Of course the reality is that we do not even really know if Mother Shipton was an historical figure or just a local legend. The cave where she was born, and brewed her healing potions is now a major tourist attraction in Knaresborough called Mother Shipton’s Caves. The caves also feature a local curiosity called the Petrifying Well. Since the Middle Ages people have hung objects in the waters of the Petrifying Well and returned a couple of months later to find that they have been turned to stone. In earlier times it would be dead animals and birds and things like wigs that would be left in the well, but these days teddy bears are hung in the water, and once they have petrified they are sold in the Gift Shop. The Petrifying Well is fed from the waters of the Petrifying Well Spring, which in turn is fed through an aquifer from a natural underground lake. As the water travels through the aquifer it dissolves a very high concentration of minerals from the surrounding rocks, and it is this high mineral concentration in the spring water that turns things into stone if they are left immersed long enough. In past centuries people would bring the sick and infirm to the Petrifying Well to drink the waters and bathe so that they would be healed, but these days you cannot drink the water as the high mineral content renders it not suitable. Another feature of Mother Shipton’s Caves is the Wishing Well, where apparently many of the wishes made have really come true.
So do you believe that some people can see into the future and that the prophecies of Mother Shipton were true? If so, maybe you should visit Mother Shipton’s Cave, make a wish at the Wishing Well and buy a teddy that was turned to stone in the Petrifying Well.
Mother Shipton image Wikimedia Commons Public Domain
Saturday, 18 February 2012
Tuesday, 7 February 2012
In the UK there are several very common and familiar animal, insect and plant species that are not actually native to our country. They are species that have been introduced into our countryside in one way or another, and have often driven our native species from their habitats by out-competing them for food, passing on disease and taking over territory. Invasive species can be very destructive to often fragile habitats, and can cost the economy millions of pounds a year. In fact, you may well have one of these alien animals in your garden right now, and you may have spent many happy hours watching their antics and admiring their aerial acrobatics in the trees. This cute little invader is the grey squirrel, and although they seem so ubiquitous they have only been scampering around our gardens and woodlands for the last hundred years or so.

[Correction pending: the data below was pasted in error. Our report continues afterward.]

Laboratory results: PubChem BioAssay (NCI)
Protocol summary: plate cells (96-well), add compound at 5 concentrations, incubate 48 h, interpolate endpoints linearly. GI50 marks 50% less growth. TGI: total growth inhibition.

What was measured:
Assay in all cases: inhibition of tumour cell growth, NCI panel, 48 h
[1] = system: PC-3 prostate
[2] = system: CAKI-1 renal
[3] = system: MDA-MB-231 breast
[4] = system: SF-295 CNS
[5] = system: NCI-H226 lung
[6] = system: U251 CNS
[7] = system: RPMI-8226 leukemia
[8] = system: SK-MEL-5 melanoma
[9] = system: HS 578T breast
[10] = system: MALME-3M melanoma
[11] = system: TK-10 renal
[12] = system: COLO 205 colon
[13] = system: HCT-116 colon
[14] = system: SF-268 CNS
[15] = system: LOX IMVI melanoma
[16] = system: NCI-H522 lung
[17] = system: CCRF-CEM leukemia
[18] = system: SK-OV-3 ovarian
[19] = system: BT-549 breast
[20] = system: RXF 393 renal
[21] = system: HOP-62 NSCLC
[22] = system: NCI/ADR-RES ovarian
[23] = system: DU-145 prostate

Our native squirrel species is the smaller red squirrel, and before the last quarter of the 19th century they numbered in the millions and ranged across the whole country. Red squirrels are easily recognisable by their striking red coats, bushy tails and tufts of red fur on their ears. Their preferred habitat is conifer forest, where they live off pine cones, seeds, shoots and fruit. The red squirrel tends to be a solitary animal except during the mating season, when they build large nests called dreys in the forks of trees producing a litter of between 2-3 kittens in the spring. However, it is now estimated that there are as few as 120,000 red squirrels left in the wild, and the major cause of their decline was the introduction of grey squirrels into the UK.
The grey squirrel is a North American species, which arrived in the UK between 1876 and 1929 when they were introduced into many parks and private animal collections. Inevitably some of the animals escaped or were released into the wild, where they thrived and bred successfully. Because they were so much bigger, stronger and ate a wider variety of food than the native reds, they started to drive them out of their territory, so that now the red squirrel is confined to parts of Scotland, northern England, Wales and the Isle of Wight. The grey squirrels also passed on disease to the reds, which they had no natural immunity to.
But although the grey squirrels have been the victorious conquerors of our gardens and parks for decades now, they do have a new challenger that is beginning to drive them out of their territory and ironically this new invasive species is a member of their own family. So don’t go and get your eyes tested if the squirrel running down your fence looks black and not grey, as the black squirrel is slowly but surely increasing its numbers in some parts of Britain.
Like its grey cousin, the black squirrel also arrived from the US in the late 19th century, where they were kept as exotic pets in a private zoo in Bedfordshire. Some of these animals escaped from captivity, and in 1912 the first wild black squirrel was spotted in the environs of Letchworth, Hertfordshire. It is now estimated that there are more than 25,000 of them living in the UK, most of which are in the East Anglia region, and some scientists think that they could eventually become the dominant squirrel species in this country as there are more sightings of black squirrels being reported from other parts of the UK.
Black squirrel image Sujit kumar Wikimedia Creative Commons Attribution Share Alike 2.0 Generic